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Mac virtualization software sales booming - Page 2

post #41 of 48
Quote:
Originally Posted by backtomac View Post

Don't know. I use XP.

I was referring to the use of the far less expressive OEM pack which could have been XP or Vista. It didn't work at first, the DVD was unreadable by a Mac or VMWare for some reason. Then I upgraded my VMWare to v 2 and low and behold it installed flawlessly. It also activated on line and verified fine. The OEM Business Vista was only $139! I can recommend these OEM versions to any Mac user at this price. I think the Business version (or higher) is the one MS license to be able to run under a VM too (they have altered position several times I seem to remember).
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From Apple ][ - to new Mac Pro I've used them all.
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post #42 of 48
What I'm more interested in is Crossover. This kind of technology is something that in my opinion has the MOST potential. The ability to run Windows Programs on the Mac without Windows is the way to go. I know it may not be perfect yet, but this idea makes the most sense. Why waste time and money installing windows when you don't have too?
post #43 of 48
Quote:
Originally Posted by webraider View Post

What I'm more interested in is Crossover. This kind of technology is something that in my opinion has the MOST potential. The ability to run Windows Programs on the Mac without Windows is the way to go. I know it may not be perfect yet, but this idea makes the most sense. Why waste time and money installing windows when you don't have too?

Becuase for a lot of users, it's not just about running the programs, it's about testing stuff inside the entire OS.
post #44 of 48
Quote:
Originally Posted by Lorre View Post

Becuase for a lot of users, it's not just about running the programs, it's about testing stuff inside the entire OS.

There are also a lot of issues with it with the tech that make it less than ideal for Apple to want develop and support. Robert X. Cringely has been one of the greatest proponents of Red Box, but there are just too many issues with it. Even now with Crossover, they have issues with some basic apps. I have IE6 installed in a Win98 bottle with CrossOver for the occasional testing and even that has some quirks after all this time.
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post #45 of 48
Quote:
Originally Posted by webraider View Post

What I'm more interested in is Crossover. This kind of technology is something that in my opinion has the MOST potential. The ability to run Windows Programs on the Mac without Windows is the way to go. I know it may not be perfect yet, but this idea makes the most sense. Why waste time and money installing windows when you don't have too?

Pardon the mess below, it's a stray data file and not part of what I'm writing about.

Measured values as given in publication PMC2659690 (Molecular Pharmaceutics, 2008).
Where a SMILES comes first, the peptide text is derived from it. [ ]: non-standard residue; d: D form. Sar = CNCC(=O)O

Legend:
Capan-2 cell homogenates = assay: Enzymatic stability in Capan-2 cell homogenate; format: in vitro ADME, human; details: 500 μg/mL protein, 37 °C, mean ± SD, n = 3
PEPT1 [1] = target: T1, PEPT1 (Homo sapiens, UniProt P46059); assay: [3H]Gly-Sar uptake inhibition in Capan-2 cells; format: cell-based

If they ever got the very latest version of IE and Microsoft Mail it would be very useful, as it is they seem to only support old versions (last time I tried it). However, we have to use these for work related issues and use VMWare with Vista Business and I have MobileMe Control Panel added to Vista so iPhone and Macs all sync with MS Mail, Calendars and Contacts (works perfectly by the way). I am dubious this could be done in Crossover as there would be no Control Panel would there? Correct me if this is an incorrect assumption.
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"Google doesn't sell you anything, they just sell you!"
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From Apple ][ - to new Mac Pro I've used them all.
Long on AAPL so biased
"Google doesn't sell you anything, they just sell you!"
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post #46 of 48
Most IT departments don't want to support Macs because, frankly they don't want to support anything that is non-standard. It takes more effort and time to do so, and time is a precious commodity in most shops. Most IT people I know are indifferent to Macs, they don't hate them, they just don't have the time to understand them.

I use VMWare fusion because most of my work is done doing system administration on Window boxes, it's easier to use the VPN solution through Windows and then use the Windows RDP tool on the servers I'm dealing with. There are linux RDP solutions but it's just easier for me to use the built in tools.
post #47 of 48
Quote:
Originally Posted by edmonal View Post

I use VMWare fusion because most of my work is done doing system administration on Window boxes, it's easier to use the VPN solution through Windows and then use the Windows RDP tool on the servers I'm dealing with. There are linux RDP solutions but it's just easier for me to use the built in tools.

What's wrong with using VPN in OS X and the OS X RDP client? Works very well for me.
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post #48 of 48
Quote:
Originally Posted by Mr. H View Post

What's wrong with using VPN in OS X and the OS X RDP client? Works very well for me.

Did not know about that, thank you. I'll go bug the Network guy to give me the specifics on setting up the Cisco VPN client for Mac.
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